Heitkamp called on hospital administrators to aggressively lobby on law changes they need to protect rural health care. "If you don't speak loudly about your needs as rural health care providers in this noise going on, then you will get left behind," she said.

Sen. Dean Heller, R-Nev., told hospital administrators that rural residents have always struggled with access to care, but he believes it has gotten worse under the Affordable Care Act. Heller wants to ensure more young physicians are placed in rural areas to deal with doctor shortages.

"In any replacement, one of my top priorities is to stabilize the market and transition to a system that works for all patients and not just the counties that have higher populations," Heller said.

Rep. Evan Jenkins, R-W.Va., noted Senate Republicans may have to use a budget reconciliation strategy to dump parts of the Affordable Care Act as a way to avoid the 60-vote cloture standard. Budget reconciliation, however, is only used for taxes and spending. If that's the case, then budget reconciliation could drop the tax penalty for not buying insurance, but not the actual requirement that people buy health insurance.

"You can do away with the penalty, but you can't do away with the mandate," Jenkins noted.

Beyond the government insurance, there is the question of what to do with the private insurance market if the Affordable Care Act is repealed. The ACA has increased the number of insured people in rural America by 8% but left people with annual premium increases on average of 20% to 30%. On top of that, more than 40% of rural residents nationally who buy insurance through the ACA exchanges are largely offered only one enrollment option.

South Dakota is one of the lucky states that has two competing insurers working to sign up business under the ACA around the Sioux Falls area because they are provider-sponsored insurers seeking to steer patients to the hospitals and clinics they own. Dr. Tom Dean, a physician from Wessington Springs, S.D., is also a board member for health insurance company Avera in South Dakota. Avera increased rates an average of 18% during the last ACA sign up but still saw more people enroll. Dean said even aggressive competition has not lowered premiums because each hospital chain is trying to one-up the other to get business.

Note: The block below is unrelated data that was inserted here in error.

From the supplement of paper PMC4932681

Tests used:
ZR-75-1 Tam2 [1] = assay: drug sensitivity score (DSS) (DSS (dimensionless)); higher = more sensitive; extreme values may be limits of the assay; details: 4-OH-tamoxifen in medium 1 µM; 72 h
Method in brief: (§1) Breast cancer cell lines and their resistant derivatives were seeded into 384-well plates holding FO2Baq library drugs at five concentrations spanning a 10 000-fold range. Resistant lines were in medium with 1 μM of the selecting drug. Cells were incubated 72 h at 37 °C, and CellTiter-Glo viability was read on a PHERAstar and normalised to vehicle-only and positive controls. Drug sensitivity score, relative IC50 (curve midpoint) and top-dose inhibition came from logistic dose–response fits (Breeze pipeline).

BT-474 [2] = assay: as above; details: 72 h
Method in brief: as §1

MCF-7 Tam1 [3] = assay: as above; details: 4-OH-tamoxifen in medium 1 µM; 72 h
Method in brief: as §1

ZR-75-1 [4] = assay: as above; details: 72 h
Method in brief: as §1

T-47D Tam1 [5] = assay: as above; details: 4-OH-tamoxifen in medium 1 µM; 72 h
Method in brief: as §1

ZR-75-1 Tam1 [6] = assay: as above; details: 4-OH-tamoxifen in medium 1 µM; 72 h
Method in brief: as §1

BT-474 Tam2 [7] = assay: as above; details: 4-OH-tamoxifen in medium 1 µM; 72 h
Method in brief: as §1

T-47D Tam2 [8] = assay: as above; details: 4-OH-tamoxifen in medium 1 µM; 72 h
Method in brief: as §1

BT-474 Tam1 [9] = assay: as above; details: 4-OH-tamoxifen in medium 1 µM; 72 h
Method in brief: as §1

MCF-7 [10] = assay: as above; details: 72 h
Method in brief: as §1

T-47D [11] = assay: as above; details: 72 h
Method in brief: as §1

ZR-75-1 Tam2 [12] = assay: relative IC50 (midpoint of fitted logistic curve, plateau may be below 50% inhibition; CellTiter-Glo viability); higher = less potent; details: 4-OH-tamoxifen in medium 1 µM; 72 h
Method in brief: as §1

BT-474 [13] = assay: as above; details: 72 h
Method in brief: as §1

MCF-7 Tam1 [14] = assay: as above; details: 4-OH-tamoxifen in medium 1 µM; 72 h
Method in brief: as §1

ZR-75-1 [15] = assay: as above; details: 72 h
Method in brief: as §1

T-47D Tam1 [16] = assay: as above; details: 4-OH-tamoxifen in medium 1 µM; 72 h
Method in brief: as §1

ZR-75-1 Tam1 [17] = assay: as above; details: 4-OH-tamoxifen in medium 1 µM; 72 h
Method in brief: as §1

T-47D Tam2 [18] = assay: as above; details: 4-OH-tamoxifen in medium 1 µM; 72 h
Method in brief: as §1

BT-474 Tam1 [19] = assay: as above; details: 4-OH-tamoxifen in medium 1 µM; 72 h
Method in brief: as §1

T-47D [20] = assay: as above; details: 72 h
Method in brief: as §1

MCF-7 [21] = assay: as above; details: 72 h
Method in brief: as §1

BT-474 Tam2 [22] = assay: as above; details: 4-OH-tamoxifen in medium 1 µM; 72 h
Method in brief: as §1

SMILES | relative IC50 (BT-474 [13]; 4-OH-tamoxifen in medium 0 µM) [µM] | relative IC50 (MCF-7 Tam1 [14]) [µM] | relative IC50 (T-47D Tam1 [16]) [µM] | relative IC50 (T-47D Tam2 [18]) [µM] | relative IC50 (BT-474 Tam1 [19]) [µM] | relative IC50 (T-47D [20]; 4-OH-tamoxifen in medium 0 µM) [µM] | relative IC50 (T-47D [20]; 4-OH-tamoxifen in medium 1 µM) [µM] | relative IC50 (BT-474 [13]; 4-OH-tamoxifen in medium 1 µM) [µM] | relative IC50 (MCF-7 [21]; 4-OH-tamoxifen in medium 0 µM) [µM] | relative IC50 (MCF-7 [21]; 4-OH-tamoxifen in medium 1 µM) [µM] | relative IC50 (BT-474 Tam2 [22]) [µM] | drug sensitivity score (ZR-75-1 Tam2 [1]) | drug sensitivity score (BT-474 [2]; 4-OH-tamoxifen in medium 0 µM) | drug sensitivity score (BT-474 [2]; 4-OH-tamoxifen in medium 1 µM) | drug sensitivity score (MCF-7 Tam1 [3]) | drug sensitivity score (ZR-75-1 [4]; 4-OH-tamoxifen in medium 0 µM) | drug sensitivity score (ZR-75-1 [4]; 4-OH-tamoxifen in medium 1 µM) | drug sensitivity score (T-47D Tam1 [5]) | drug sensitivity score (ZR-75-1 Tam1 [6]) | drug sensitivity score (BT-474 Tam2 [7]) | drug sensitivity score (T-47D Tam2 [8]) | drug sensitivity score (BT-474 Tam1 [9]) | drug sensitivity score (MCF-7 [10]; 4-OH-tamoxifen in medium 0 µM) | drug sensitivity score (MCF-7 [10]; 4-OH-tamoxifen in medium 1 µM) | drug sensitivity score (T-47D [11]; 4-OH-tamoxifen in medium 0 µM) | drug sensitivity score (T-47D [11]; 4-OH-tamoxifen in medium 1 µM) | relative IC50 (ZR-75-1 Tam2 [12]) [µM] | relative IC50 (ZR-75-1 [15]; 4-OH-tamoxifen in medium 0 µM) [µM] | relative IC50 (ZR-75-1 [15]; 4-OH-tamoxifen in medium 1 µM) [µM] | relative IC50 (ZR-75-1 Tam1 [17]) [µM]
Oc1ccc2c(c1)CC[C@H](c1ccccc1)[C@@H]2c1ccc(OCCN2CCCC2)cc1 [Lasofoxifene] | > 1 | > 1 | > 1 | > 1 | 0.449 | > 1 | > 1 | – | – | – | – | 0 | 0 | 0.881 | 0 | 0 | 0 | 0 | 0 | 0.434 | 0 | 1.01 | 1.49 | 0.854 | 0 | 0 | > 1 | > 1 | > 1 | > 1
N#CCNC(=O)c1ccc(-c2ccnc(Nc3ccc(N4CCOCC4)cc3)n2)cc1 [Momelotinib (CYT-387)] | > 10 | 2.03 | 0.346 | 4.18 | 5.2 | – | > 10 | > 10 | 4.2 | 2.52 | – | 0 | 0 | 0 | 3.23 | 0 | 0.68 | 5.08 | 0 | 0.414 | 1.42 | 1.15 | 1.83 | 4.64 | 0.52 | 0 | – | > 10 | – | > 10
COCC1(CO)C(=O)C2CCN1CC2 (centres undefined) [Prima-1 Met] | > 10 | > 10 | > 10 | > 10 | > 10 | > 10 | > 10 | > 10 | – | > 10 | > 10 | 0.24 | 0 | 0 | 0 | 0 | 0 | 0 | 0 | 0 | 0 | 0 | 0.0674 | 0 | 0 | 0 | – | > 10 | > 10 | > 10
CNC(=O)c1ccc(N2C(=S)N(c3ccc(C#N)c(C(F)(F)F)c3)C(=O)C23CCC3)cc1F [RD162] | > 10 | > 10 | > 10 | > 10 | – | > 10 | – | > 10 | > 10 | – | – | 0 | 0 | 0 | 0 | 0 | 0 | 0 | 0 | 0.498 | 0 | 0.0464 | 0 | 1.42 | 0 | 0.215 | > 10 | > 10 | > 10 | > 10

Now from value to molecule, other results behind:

"These huge premium increases we see are driven almost entirely by the cost of care," he said.

Adding a plug for the farm bill, Stabenow also noted the farm bill plays a role in health care through areas such as funding of broadband internet access and grants for telemedicine. "Also part of what happens in the farm bill is health foods and the family safety net," she said.

Later Sen. John Barrasso, R-Wyo., reiterated Stabenow's emphasis for broadband to boost health care in rural America. "Technology is going to be part of the solution to our problem," Barrasso said.

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Chris Clayton